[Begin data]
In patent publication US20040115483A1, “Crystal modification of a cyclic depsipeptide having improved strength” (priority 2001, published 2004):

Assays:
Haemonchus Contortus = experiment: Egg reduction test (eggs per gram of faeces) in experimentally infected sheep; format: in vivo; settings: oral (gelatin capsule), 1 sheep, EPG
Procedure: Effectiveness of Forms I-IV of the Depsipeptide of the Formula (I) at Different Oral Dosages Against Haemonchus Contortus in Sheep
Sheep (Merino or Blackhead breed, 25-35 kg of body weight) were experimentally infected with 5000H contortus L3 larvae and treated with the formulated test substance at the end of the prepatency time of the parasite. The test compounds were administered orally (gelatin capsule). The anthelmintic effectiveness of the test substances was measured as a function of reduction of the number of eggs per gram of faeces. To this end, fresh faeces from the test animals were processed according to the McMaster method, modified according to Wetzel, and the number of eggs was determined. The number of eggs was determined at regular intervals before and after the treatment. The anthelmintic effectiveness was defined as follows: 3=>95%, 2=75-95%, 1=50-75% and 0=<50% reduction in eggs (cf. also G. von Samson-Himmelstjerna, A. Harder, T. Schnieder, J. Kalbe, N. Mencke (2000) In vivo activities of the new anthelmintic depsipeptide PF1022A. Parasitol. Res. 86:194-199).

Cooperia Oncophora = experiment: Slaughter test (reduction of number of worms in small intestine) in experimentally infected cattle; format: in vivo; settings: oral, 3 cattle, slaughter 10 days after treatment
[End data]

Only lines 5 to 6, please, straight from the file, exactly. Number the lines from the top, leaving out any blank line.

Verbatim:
Sheep (Merino or Blackhead breed, 25-35 kg of body weight) were experimentally infected with 5000H contortus L3 larvae and treated with the formulated test substance at the end of the prepatency time of the parasite. The test compounds were administered orally (gelatin capsule). The anthelmintic effectiveness of the test substances was measured as a function of reduction of the number of eggs per gram of faeces. To this end, fresh faeces from the test animals were processed according to the McMaster method, modified according to Wetzel, and the number of eggs was determined. The number of eggs was determined at regular intervals before and after the treatment. The anthelmintic effectiveness was defined as follows: 3=>95%, 2=75-95%, 1=50-75% and 0=<50% reduction in eggs (cf. also G. von Samson-Himmelstjerna, A. Harder, T. Schnieder, J. Kalbe, N. Mencke (2000) In vivo activities of the new anthelmintic depsipeptide PF1022A. Parasitol. Res. 86:194-199).

Cooperia Oncophora = experiment: Slaughter test (reduction of number of worms in small intestine) in experimentally infected cattle; format: in vivo; settings: oral, 3 cattle, slaughter 10 days after treatment